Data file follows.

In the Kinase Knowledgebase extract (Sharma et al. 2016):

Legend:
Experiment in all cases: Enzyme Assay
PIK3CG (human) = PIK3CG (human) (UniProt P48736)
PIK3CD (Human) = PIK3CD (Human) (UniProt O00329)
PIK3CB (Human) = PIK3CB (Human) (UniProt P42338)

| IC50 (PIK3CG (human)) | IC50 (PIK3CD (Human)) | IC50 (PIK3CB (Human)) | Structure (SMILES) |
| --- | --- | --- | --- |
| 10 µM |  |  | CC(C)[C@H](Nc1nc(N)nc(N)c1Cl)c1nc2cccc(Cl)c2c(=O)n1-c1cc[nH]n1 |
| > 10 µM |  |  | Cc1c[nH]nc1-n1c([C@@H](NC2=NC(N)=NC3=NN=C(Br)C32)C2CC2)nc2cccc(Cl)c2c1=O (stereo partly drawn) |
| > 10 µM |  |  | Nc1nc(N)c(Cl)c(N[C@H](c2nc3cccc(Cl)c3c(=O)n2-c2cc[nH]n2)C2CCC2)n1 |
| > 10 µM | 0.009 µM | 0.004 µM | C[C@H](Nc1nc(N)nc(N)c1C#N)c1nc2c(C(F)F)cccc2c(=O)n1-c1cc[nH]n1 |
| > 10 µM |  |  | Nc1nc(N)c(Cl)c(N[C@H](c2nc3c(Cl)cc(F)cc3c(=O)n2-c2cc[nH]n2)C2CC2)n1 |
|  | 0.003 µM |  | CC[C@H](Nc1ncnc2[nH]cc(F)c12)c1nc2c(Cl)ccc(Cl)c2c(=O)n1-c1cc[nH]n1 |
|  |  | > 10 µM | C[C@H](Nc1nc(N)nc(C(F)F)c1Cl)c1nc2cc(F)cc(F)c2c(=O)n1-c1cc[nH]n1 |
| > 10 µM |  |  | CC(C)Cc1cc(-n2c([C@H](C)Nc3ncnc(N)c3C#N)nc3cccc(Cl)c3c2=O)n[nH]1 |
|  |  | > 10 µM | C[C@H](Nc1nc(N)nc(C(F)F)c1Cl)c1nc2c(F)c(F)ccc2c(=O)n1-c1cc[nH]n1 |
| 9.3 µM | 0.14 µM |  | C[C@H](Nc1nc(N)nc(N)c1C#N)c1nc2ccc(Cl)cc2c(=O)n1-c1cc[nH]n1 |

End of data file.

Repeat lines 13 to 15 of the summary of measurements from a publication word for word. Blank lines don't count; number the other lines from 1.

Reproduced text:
| > 10 µM |  |  | Nc1nc(N)c(Cl)c(N[C@H](c2nc3c(Cl)cc(F)cc3c(=O)n2-c2cc[nH]n2)C2CC2)n1 |
|  | 0.003 µM |  | CC[C@H](Nc1ncnc2[nH]cc(F)c12)c1nc2c(Cl)ccc(Cl)c2c(=O)n1-c1cc[nH]n1 |
|  |  | > 10 µM | C[C@H](Nc1nc(N)nc(C(F)F)c1Cl)c1nc2cc(F)cc(F)c2c(=O)n1-c1cc[nH]n1 |